By: Melissa Dittmann Tracey for Realtor Magazine
Millennials are worried they’ll inherit properties in need of major renovations and repairs, which could further hamper affordability, a new survey shows.
Young move-up home buyers are growing increasingly worried that baby boomers, many of whom are staying put in their current home, won’t update their properties and will pass down costly renovations and repairs to the next generation of owners, according to a new study from Morning Consult and Leaf Home, a national home improvement company.
Many baby boomers are choosing not to downsize, with 68% saying they’ve lived in their homes for 30 years or more, the study shows. Many in that group admit they’ve never done renovations or replaced major appliances—and they don’t have any plans to, either.
Researchers say this could become a nightmare scenario for millennials, who may inherit or purchase these “time capsule” homes. Younger buyers’ budgets already are stretched thin by high home prices and mortgage rates. It’s difficult for many to add pricey renovations to their homebuying budget.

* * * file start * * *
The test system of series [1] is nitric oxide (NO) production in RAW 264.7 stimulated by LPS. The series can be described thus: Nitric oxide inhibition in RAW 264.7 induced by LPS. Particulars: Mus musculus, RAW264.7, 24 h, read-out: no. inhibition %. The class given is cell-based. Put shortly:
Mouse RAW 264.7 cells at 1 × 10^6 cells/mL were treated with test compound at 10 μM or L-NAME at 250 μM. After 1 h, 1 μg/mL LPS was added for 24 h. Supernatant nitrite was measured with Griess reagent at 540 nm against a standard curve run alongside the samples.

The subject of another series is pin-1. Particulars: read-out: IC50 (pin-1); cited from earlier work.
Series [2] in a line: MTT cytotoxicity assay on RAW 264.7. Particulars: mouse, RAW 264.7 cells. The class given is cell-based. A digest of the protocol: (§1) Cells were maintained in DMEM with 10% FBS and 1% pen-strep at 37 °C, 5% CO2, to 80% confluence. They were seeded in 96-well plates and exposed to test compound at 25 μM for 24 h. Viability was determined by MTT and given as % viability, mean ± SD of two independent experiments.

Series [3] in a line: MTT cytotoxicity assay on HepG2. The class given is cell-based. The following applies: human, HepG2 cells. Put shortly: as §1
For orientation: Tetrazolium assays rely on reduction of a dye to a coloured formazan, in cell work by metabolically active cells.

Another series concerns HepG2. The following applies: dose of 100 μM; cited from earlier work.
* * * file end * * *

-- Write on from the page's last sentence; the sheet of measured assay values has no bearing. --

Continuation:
“The housing market is caught in a generational tug-of-war,” says Leaf Home CEO Jon Bostock. “Boomers will soon face aging-in-place hurdles, while millennials will face the surprise of homes in need of major updates. With an aging and ignored inventory of homes available in the next decade, we may see a crisis that will overwhelm the home improvement industry and strain the budgets of inheriting millennials, impacting the housing market.”
Taking More Than Their Fair Share?
Empty-nesters own twice as many large homes as millennials with children, 28% versus 14%, respectively, according to a new study from Redfin. But many young families need extra space: Millennials with children comprise about a quarter of three-bedroom-plus rentals in the U.S.—the largest share compared to any other generation.
Some millennials are waiting out the housing market...read entire article here.